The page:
The Main(e) Thing

•October 7, 2018 • Leave a Comment

(I have been borrowing song titles for the last few posts so, in keeping with that theme, this is attributed to Bryan Ferry and Roxy Music)

 

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One last hodgepodge of Maine impressions that didn’t go with any of the previous posts.

 

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Cadillac Mountain, Acadia National Park…first spot in the United States to see the sunrise…

I didn’t…..

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Nice little ‘Playhouse’…

 

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…and let’s put it RIGHT there….

 

 

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Loves Me Like a Rock

•October 6, 2018 • Leave a Comment

(Paul Simon)

 

This was on the shore at Walker’s Point in Kennebunkport

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I can’t help but think about an old Charles Schultz ‘Peanuts’ comic strip in which Charlie Brown and Linus are standing on the beach and Charlie Brown picks up a rock and throws it in the water.  Linus looks at him and says something along the lines of, “Congratulations, Charlie Brown.  That rock spent 3000 years to make it onto this shore and you just threw it back to start all over again!”

 

I wonder if these are making there way from the sea or to the sea…I didn’t throw any…!

 

 

 

 

 

 

 

 

 

 

 

 

 

 

 

 

 

 

 

 

A Brief Lighthouse Tour

•October 2, 2018 • 1 Comment

 

Bear Island Light

 

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One of my two favorite stories from this ‘outing’ was about the lighthouse keeper who lived year-round on an island with his wife and seven kids.  They would take their boat across the bay to get groceries and supplies…this family were the only inhabitants of the island.  When Zachary Taylor became President, Taylor’s cabinet convinced him that all government workers, including lighthouse keepers should become members of the Whig Party.  This fellow balked, refused and was replaced by another man.   He bought a nearby island with his severance pay of $300.  What they didn’t count on was that when he left, he left behind the wife and seven children to make life miserable for the new keeper.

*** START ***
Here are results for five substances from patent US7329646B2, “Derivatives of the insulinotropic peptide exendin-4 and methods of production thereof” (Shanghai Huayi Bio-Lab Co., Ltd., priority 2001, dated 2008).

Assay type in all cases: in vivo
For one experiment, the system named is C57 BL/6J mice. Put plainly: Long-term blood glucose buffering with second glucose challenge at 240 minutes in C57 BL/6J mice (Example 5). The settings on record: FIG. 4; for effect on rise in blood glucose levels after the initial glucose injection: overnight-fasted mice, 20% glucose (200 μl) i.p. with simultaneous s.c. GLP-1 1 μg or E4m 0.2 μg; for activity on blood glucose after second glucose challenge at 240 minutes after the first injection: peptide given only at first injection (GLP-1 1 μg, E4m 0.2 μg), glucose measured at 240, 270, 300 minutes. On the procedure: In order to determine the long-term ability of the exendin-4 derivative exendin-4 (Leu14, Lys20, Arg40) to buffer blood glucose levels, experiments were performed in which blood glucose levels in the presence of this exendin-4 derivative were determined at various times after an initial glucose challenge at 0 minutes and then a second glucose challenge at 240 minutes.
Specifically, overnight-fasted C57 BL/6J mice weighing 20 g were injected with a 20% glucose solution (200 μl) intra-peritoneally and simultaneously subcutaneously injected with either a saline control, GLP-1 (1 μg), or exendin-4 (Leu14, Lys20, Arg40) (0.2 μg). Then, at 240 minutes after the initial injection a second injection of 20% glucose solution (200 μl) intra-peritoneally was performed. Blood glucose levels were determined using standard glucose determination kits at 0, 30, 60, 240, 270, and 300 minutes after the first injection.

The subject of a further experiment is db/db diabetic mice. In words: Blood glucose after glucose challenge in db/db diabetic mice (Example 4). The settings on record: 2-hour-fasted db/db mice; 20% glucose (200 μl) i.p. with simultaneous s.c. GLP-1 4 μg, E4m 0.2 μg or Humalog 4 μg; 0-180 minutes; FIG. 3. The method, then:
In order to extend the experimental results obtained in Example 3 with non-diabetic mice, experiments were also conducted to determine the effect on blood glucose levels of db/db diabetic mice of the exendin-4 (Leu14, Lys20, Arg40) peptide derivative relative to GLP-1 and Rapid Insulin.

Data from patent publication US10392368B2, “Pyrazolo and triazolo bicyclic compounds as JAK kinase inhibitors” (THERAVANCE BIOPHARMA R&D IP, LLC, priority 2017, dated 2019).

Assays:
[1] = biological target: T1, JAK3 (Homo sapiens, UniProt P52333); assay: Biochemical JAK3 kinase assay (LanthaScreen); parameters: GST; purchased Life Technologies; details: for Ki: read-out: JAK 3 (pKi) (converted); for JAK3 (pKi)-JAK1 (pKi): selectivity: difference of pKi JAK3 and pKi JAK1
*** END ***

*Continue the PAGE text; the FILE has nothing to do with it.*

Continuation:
Bass Harbor Light

(which was somewhat featured in the last post)

 

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Bass Harbor Light

 

 

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Egg Rock

 

 

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Interesting fact about these guys…Seals have such sensitive whiskers that they can fish at night by feeling the change in water movement caused by a fish swimming…

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Winter Harbor Light

 

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And then there was the story about this little island just off Winter Harbor.  It is said that during Prohibition, the Canandian rum-runners would sail down to the other side of this island, pull up the appropriate lobster traps…each lobster ‘farmer’ has always had his buoys painted in his own specific colors…fill the traps with bottles and drop them back in to be harvested later.

 

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Our Red Planet

•October 1, 2018 • Leave a Comment

 

This is a follow-up to a mention, two posts ago, about how things don’t always work out as planned.  Vicki and I do pretty extensive research before we take a trip and one of  the  MAIN things…(maybe I should have said, the MAINE things) that I wanted to attempt, over and above, or subsequent to soaking in and experiencing the beauty, was to do some long exposure night-time shots in and  around Acadia National Park.  I had read that it was a ‘light protected area’, meaning that in certain places there are no artificial lights to obstruct, or overpower the stars.